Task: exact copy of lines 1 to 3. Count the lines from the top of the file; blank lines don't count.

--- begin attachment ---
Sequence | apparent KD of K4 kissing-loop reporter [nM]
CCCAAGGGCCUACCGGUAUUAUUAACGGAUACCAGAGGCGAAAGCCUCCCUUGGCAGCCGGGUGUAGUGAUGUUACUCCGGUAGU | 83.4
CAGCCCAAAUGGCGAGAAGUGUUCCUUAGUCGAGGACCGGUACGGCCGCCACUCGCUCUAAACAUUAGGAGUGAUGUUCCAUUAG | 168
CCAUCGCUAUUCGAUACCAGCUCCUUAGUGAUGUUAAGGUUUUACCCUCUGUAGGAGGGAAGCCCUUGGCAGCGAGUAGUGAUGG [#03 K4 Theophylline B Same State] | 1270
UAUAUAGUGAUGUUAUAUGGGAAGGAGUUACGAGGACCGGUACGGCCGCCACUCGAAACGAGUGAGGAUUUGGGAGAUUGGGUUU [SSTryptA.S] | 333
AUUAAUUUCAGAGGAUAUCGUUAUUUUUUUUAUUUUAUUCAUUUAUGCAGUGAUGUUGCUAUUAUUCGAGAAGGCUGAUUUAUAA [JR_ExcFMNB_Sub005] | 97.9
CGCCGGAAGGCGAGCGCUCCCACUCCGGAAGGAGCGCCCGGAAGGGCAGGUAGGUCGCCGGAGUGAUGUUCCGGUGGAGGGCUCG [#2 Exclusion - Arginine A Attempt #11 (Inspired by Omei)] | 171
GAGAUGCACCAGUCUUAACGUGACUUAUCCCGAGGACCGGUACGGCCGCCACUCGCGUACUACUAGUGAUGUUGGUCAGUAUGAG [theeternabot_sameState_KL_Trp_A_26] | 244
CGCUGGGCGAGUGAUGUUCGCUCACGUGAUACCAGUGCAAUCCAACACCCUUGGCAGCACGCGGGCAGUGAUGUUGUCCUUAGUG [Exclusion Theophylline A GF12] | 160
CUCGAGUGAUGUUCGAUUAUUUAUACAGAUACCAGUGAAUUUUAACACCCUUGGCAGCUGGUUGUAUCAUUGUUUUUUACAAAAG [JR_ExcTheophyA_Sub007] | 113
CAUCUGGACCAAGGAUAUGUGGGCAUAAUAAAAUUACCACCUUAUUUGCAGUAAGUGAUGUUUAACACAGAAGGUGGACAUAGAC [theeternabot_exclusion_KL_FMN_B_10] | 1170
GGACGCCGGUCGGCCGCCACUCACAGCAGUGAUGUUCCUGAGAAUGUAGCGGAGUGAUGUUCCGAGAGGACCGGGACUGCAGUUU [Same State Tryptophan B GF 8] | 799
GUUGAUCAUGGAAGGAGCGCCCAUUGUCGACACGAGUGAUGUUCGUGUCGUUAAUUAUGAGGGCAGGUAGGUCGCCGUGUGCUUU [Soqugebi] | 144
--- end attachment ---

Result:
Sequence | apparent KD of K4 kissing-loop reporter [nM]
CCCAAGGGCCUACCGGUAUUAUUAACGGAUACCAGAGGCGAAAGCCUCCCUUGGCAGCCGGGUGUAGUGAUGUUACUCCGGUAGU | 83.4
CAGCCCAAAUGGCGAGAAGUGUUCCUUAGUCGAGGACCGGUACGGCCGCCACUCGCUCUAAACAUUAGGAGUGAUGUUCCAUUAG | 168